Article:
SOURCE: New Hampshire Union Leader By: Mark Hayward
Wal-Mart’s entry pay is now at least $9 an hour and will rise to $10 early next year.
McDonald’s average wage will rise to $1 over the minimum wage in July, and $10 by the end of next year.
The two corporate giants, pilloried for years over the treatment and pay of their workers, earlier this year started addressing those issues. And they did so in an unusual way — by providing specific numbers.
They are doing so in the face of pressure from a number of sides: states and cities looking to increase their minimum wage, tight labor markets, and union-backed efforts such as Fight for $15, which wants to raise hourly wages to $15.
“We need to work toward a situation where you make enough through work to have more than a bare-bones existence,” said Arnie Alpert, whose American Friends Service Committee has helped organize pickets outside fast-food restaurants.
Any movement in retail and fast-food wages can affect the paycheck for thousands of Granite Staters. According to the most recent statistics from the Labor Market and Information Bureau, New Hampshire counted 22,000 people working as cashiers in June of last year, 26,000 in retail sales and 11,800 in fast-food type jobs.
Workers in all three categories earned an average starting pay of less than $8.50 an hour last June, according to the most recent wage report compiled by the state Department of Employment Security. The minimum wage in New Hampshire is $7.25 an hour.
It’s not clear what effect the announcements by Wal-Mart and McDonald’s will have on other employers, and even most McDonald’s restaurants, which are owned by independent franchise operators and not subject to pay levels set for corporate-owned restaurants.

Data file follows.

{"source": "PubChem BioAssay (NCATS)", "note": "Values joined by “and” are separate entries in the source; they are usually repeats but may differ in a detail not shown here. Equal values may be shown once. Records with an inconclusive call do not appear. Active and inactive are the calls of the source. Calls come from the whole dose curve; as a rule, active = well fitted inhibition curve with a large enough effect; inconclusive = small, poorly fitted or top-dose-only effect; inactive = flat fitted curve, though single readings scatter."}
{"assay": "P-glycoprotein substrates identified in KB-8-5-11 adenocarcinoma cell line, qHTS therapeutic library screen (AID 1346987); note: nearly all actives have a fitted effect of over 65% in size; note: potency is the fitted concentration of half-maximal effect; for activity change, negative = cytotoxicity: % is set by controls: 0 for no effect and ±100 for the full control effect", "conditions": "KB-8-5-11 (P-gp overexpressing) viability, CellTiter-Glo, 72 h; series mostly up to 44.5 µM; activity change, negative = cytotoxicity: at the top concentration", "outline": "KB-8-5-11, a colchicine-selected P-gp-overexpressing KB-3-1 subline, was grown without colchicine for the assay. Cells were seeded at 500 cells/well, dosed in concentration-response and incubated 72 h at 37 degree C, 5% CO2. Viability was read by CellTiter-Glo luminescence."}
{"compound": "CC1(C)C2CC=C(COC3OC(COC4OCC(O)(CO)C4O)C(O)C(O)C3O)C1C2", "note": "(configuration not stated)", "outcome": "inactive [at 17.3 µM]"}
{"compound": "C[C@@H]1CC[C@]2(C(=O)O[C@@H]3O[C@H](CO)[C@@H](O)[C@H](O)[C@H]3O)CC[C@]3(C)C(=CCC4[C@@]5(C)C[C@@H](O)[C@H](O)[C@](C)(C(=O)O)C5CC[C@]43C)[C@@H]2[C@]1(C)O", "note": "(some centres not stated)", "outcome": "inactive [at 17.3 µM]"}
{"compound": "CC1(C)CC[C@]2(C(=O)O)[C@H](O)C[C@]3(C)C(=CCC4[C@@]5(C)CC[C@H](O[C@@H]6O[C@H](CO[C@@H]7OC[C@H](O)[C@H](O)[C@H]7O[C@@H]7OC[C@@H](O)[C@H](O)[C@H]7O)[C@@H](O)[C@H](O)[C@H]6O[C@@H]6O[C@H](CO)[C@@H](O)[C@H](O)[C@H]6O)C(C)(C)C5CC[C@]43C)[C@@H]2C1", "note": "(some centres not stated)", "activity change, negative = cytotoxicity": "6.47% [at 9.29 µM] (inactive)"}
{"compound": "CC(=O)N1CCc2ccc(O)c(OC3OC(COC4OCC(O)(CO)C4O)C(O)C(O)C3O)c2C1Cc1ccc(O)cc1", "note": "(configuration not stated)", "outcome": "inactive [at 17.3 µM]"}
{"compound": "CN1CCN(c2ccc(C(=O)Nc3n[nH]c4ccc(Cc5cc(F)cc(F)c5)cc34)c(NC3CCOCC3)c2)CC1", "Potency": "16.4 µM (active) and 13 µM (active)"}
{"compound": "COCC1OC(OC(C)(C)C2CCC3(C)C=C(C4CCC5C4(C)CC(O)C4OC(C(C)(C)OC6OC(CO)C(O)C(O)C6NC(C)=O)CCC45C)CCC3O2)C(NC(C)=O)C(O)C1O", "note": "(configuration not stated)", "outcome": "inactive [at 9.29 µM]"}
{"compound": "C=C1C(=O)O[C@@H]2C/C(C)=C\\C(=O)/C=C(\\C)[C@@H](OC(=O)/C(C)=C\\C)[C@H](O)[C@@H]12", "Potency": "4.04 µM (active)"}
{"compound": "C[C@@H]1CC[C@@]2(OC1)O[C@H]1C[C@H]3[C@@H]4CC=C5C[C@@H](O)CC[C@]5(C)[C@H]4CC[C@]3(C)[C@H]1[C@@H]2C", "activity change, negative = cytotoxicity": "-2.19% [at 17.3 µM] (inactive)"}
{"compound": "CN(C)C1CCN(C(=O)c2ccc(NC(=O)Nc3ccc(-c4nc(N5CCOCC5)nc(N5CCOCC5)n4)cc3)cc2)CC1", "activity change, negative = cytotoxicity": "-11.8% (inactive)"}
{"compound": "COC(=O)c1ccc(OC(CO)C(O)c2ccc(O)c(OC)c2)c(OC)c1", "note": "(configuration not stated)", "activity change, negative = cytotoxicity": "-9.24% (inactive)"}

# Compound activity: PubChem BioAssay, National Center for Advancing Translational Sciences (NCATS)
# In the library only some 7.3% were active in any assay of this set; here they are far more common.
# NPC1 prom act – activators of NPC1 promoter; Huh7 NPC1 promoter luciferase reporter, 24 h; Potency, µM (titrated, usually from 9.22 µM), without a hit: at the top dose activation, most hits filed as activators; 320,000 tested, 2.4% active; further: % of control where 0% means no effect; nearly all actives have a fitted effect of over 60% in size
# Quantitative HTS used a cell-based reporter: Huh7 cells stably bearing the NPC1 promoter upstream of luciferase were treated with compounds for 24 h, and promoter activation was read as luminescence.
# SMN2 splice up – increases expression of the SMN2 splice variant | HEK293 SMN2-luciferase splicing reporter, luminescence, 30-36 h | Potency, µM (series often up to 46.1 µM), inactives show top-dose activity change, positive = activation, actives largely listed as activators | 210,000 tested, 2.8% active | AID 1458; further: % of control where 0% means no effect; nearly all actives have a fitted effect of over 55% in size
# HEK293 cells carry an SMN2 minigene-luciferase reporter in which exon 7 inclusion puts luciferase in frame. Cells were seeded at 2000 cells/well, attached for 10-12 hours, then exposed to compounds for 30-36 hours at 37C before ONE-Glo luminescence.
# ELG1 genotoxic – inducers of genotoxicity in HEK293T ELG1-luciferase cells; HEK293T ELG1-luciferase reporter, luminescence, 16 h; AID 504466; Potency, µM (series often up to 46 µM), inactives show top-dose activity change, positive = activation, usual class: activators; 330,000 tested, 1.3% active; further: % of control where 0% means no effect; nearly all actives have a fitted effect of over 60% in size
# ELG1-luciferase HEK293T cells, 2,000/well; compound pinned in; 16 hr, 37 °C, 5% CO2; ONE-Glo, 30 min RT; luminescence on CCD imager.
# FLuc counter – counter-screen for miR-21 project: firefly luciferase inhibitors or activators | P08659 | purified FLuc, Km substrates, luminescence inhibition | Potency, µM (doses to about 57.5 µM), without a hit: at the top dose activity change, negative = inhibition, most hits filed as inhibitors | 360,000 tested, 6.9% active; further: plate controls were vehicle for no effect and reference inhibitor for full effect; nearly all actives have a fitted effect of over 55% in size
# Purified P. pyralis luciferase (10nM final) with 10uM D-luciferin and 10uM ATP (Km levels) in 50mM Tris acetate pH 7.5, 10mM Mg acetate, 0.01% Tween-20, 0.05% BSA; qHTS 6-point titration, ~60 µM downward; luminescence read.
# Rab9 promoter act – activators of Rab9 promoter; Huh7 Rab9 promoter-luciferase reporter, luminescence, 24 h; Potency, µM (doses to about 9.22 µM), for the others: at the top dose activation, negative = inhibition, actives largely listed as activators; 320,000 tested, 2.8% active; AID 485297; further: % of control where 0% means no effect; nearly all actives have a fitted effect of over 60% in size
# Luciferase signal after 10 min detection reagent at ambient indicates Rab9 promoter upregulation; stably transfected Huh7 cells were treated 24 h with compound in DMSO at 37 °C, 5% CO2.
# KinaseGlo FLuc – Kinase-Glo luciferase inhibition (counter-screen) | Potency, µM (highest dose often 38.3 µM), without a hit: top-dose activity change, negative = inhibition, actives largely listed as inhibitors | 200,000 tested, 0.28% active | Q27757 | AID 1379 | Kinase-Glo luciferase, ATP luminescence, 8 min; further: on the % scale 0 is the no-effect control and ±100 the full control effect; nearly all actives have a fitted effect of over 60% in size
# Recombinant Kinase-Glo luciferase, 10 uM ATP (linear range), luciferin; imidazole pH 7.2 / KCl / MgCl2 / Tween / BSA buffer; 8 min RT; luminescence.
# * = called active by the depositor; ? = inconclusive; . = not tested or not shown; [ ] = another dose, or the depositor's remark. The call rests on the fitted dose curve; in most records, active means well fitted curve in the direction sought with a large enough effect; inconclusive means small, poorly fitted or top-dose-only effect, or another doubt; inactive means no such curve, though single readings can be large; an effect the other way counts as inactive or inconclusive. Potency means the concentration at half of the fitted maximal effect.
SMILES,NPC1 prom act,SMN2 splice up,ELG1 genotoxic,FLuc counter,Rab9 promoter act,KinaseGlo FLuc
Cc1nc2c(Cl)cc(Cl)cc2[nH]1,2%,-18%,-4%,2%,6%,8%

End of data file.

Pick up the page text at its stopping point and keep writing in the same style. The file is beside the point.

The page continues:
For example, the McDonald’s in Lincoln has advertisements on the state Job Match System that offer between $7.50 and $8 an hour for shift managers and crew workers. And Michael Gambino, the owner of three McDonald’s restaurants in Manchester, wouldn’t discuss specifics about wages, other than to say they are competitive with the local market, and the job provides benefits.
“This (benefit) package includes ample opportunities for advancement, meals, bonus opportunities, performance reviews with pay increases, insurance, tuition assistance and scholarship programs,” he said in a statement emailed to the newspaper.
Likewise, Dunkin’ Donuts wouldn’t give information on specific pay levels for the 200-plus Dunkin’ Donut restaurants in New Hampshire. Justin Drake, a spokesman for Dunkin’ Brands Group Inc., said Dunkin’ Donuts restaurants are owned and operated by individual franchisees, who make all employment decisions. Drake said the franchisees comply with all state and federal wage and hour laws, including minimum wage.
If the Manchester McDonald’s wage is competitive, it should be $9.79, which is the average wage for fast-food workers in Manchester last June, according to the New Hampshire Department of Employment Security.
“The whole labor market is tighter,” said Annette Nielsen, an economist with the state Labor Market and Information Bureau. “I really don’t see any wages under $8. It’s probably hard at this point to get qualified labor under $8 an hour.”
Part of the reason was the severity of the Great Recession, which made workers wary of leaving one job for another. Another reason: Baby boomers retired, allowing employers to replace them with younger, less experienced workers, who could be paid less.
“When large corporations make a move, they could start a trend,” Nielsen said.
In February, Wal-Mart announced its plans for the wage hikes, and the first went into effect earlier this month. The company raised its minimum starting wage to $9, and will increase it to $10, by next February. Wal-Mart wages went up across the board by 2 percent, and the increases affected 2,127 New Hampshire workers, said Bill Wertz, regional spokesman for the retailer.
He said the average, full-time wage for a New Hampshire Wal-Mart worker is $13.90.